he Manila hostage crisis, officially known as the Rizal Park hostage-taking incident, occurred when a dismissed Philippine National Police officer took over a tourist bus in Rizal Park, Manila, Philippines on August 23, 2010. Disgruntled former senior inspector Rolando Mendoza of the Manila Police District (MPD) hijacked a tourist bus carrying 25 people (20 tourists and a tour guide from Hong Kong, and four Filipinos) in an attempt to get his job back. He said that he had been summarily and unfairly dismissed, and that all he wanted was a fair hearing and the opportunity to defend himself. Negotiations broke down dramatically about ten hours into the stand-off, when the police arrested Mendoza's brother and thus incited him to open fire. As the shooting began, the bus driver managed to escape, and was shown on television saying "Everyone is dead" before being whisked away by policemen. Mendoza and eight of the hostages were killed and a number of others injured. The MPD's failed rescue attempt and gun-battle with the hijacker, which took around 90 minutes, were watched by millions on live television and the internet. The Philippine and Hong Kong governments conducted separate investigations into the incident. Both inquiries judged that the victims had been unlawfully killed, and identified the Philippine officials' poor handling of the incident as the cause of the eight hostages' deaths. The assault mounted by the MPD, and the resulting shoot-out, have been widely criticized by pundits as "bungled" and "incompetent", and the Hong Kong Government has issued a "black" travel alert for the Philippines as a result of the affair. -------------------------------------------------
As the Hong Thai Travel Services tour bus was taking on the 25 Hong Kong tourists in front of Quirino Grandstand in Rizal Park, Rolando Mendoza attempted to follow the tourists onto the tour bus, requesting a free ride. When his request was declined by the driver, Mendoza brandished a weapon, handcuffed the driver to the steering wheel and hijacked the bus. However, a number of witnesses saw a man answering Mendoza's description boarding the bus at Fort Santiago. The police were looking for accomplices who dropped him off at Fort Santiago. Driver Alberto Lubang also said Mendoza boarded there, and subsequently announced his true intention at Rizal Park. Mendoza, armed with a handgun and an M16 rifle, commandeered the tour bus, demanding reinstatement to his previous post with benefits and claiming he was framed. Manila mayor Alfredo Lim said he would grant Mendoza's wish to be reinstated if he could prove himself. Initially police believed that the hostages aboard the bus were mainly South Koreans, but they were later confirmed to be 21 Hong Kong holidaymakers, a bus driver, and two tour guides. Masa Tse Ting-chunn, the tour guide from Hong Kong, immediately alerted his employing agency in Hong Kong to the situation by telephone shortly after 10:30 am. During the two-minute conversation, Tse calmly informed the assistant customer services manager that his group was being held hostage. Negotiations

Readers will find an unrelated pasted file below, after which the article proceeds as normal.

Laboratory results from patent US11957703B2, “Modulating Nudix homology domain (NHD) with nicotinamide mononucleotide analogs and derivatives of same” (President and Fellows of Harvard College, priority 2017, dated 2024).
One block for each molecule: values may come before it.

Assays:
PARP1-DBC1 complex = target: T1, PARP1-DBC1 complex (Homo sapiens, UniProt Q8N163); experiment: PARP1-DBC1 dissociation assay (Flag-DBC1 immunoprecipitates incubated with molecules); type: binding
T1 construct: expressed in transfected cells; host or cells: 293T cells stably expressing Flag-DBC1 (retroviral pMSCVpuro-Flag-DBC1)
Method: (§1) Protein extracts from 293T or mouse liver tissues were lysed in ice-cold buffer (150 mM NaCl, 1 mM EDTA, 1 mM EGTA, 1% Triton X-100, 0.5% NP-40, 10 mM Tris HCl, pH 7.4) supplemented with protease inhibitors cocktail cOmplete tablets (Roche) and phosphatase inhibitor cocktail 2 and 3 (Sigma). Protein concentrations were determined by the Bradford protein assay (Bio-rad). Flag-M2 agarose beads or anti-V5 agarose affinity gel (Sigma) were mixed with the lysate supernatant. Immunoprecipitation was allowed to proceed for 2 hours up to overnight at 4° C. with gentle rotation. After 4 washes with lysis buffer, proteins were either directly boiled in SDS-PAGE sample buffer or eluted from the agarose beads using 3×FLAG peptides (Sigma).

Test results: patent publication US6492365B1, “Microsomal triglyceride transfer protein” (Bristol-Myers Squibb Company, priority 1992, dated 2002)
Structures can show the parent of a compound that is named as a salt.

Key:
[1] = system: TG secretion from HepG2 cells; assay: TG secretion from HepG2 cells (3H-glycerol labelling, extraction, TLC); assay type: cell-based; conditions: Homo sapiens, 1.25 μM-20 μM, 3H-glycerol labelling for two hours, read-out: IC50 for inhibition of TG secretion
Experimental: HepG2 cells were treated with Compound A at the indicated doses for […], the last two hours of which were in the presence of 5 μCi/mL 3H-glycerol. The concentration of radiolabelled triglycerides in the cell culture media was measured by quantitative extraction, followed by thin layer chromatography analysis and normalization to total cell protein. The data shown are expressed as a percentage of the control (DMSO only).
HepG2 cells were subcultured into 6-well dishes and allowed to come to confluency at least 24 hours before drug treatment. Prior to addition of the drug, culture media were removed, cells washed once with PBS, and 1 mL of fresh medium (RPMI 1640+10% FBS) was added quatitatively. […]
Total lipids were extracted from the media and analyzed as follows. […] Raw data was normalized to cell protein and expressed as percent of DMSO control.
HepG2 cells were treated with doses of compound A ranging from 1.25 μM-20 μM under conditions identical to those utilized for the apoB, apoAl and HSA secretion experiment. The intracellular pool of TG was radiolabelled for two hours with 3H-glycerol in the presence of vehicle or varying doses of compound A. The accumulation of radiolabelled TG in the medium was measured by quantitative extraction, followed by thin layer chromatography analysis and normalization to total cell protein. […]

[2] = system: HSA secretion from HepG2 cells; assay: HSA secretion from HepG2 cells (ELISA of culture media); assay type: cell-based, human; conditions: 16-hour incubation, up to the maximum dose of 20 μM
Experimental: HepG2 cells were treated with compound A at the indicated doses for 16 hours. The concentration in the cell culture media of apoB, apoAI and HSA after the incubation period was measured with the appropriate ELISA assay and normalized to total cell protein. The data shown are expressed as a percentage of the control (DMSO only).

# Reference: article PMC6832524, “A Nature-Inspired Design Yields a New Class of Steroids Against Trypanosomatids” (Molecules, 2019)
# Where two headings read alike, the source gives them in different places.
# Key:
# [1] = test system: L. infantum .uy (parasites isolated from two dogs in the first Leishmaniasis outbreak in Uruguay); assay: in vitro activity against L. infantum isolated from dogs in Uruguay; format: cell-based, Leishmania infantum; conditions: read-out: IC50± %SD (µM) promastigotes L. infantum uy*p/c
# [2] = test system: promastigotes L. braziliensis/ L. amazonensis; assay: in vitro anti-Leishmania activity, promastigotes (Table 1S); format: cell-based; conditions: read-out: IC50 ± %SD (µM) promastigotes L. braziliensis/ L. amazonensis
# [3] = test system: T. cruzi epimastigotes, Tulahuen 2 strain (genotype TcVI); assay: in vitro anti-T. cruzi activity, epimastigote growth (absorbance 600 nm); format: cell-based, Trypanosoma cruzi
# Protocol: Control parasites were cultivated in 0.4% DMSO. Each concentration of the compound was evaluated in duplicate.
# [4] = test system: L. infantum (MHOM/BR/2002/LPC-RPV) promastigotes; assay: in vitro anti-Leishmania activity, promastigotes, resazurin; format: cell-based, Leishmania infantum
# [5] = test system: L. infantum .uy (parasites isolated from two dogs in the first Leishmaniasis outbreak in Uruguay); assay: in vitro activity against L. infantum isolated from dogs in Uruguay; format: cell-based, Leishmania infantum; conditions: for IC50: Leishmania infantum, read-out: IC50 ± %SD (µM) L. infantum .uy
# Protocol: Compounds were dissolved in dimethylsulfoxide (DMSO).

Almost an hour later, six Hong Kong tourists were freed. An elderly woman, Li Tsui Fung-kwan, complained of stomach pains and was the first to be released from the bus. Her diabetic husband, Li Yick-biu, was released later. Then, 40-year-old Tsang Yee-lai was released with her two children — 10-year-old son Fu Chak-yin and 4-year-old daughter Fu Chung-yin. As Tsang left, she lied to Mendoza that the 12-year-old boy Jason Wong Ching-yat was a relative of hers and convinced Mendoza to release Jason with her children. Two Filipino photographers, Danilo Nebril and Rigor Cruz, boarded the bus as volunteer hostages in exchange for the aforementioned releases. The released hostages were taken to a police precinct in Rizal Park. By noon three additional hostages,...
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